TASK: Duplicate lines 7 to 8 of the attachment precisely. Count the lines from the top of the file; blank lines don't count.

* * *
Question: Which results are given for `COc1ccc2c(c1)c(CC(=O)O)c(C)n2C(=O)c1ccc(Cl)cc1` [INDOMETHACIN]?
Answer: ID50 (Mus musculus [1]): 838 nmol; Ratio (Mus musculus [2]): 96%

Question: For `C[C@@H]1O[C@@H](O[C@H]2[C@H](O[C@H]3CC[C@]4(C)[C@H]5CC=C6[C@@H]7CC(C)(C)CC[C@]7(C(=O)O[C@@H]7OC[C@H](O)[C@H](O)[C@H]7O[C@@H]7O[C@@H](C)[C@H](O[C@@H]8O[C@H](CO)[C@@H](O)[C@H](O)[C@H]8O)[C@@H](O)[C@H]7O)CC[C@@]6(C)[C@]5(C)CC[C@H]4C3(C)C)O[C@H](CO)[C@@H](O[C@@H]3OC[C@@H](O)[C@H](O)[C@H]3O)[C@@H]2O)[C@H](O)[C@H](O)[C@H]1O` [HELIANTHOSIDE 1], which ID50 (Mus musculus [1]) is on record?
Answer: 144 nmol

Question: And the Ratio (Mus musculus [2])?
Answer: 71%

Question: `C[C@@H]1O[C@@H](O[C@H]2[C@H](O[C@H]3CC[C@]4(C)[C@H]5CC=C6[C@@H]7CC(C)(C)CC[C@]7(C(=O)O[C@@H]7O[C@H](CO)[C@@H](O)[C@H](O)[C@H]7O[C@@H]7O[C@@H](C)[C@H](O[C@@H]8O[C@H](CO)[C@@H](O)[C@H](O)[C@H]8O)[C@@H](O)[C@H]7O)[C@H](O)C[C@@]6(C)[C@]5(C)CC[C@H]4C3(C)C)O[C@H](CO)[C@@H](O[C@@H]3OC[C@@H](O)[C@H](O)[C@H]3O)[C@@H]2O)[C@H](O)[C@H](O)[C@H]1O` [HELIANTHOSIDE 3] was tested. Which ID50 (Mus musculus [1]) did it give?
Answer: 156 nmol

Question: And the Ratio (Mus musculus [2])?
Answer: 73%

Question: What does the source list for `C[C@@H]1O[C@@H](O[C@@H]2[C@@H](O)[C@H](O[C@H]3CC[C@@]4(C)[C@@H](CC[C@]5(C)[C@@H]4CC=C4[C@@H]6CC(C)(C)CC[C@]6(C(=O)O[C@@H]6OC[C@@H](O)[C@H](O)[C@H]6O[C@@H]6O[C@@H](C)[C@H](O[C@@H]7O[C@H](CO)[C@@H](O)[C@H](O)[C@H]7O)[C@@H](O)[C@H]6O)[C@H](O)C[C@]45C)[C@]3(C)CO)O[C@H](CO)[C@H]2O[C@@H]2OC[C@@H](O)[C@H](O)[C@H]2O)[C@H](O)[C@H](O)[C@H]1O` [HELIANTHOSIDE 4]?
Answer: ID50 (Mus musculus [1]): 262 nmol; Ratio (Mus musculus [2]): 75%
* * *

Question: `C[C@@H]1O[C@@H](O[C@H]2[C@H](O[C@H]3CC[C@]4(C)[C@H]5CC=C6[C@@H]7CC(C)(C)CC[C@]7(C(=O)O[C@@H]7O[C@H](CO)[C@@H](O)[C@H](O)[C@H]7O[C@@H]7O[C@@H](C)[C@H](O[C@@H]8O[C@H](CO)[C@@H](O)[C@H](O)[C@H]8O)[C@@H](O)[C@H]7O)[C@H](O)C[C@@]6(C)[C@]5(C)CC[C@H]4C3(C)C)O[C@H](CO)[C@@H](O[C@@H]3OC[C@@H](O)[C@H](O)[C@H]3O)[C@@H]2O)[C@H](O)[C@H](O)[C@H]1O` [HELIANTHOSIDE 3] was tested. Which ID50 (Mus musculus [1]) did it give?
Answer: 156 nmol